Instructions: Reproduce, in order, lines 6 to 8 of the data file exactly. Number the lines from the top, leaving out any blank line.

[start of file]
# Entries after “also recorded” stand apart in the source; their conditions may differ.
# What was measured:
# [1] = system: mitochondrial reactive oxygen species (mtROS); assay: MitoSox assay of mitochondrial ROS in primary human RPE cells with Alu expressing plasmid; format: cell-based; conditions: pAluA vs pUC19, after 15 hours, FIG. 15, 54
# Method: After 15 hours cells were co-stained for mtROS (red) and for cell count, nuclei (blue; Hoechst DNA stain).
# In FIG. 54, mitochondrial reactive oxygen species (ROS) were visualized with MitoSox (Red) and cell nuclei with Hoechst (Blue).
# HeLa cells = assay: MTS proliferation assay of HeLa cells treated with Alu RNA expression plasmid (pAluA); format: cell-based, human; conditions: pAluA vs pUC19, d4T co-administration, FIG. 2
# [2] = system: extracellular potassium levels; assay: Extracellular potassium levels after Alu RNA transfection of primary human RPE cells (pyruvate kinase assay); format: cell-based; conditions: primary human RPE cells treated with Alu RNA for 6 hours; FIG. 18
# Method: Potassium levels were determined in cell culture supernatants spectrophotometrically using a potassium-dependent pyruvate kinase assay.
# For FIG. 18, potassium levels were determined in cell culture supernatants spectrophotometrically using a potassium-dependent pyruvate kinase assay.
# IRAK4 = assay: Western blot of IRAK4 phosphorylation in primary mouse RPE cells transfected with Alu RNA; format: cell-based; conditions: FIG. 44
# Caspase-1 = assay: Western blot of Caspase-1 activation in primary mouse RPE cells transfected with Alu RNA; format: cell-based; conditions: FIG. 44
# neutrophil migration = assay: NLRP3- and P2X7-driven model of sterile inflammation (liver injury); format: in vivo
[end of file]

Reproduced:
# HeLa cells = assay: MTS proliferation assay of HeLa cells treated with Alu RNA expression plasmid (pAluA); format: cell-based, human; conditions: pAluA vs pUC19, d4T co-administration, FIG. 2
# [2] = system: extracellular potassium levels; assay: Extracellular potassium levels after Alu RNA transfection of primary human RPE cells (pyruvate kinase assay); format: cell-based; conditions: primary human RPE cells treated with Alu RNA for 6 hours; FIG. 18
# Method: Potassium levels were determined in cell culture supernatants spectrophotometrically using a potassium-dependent pyruvate kinase assay.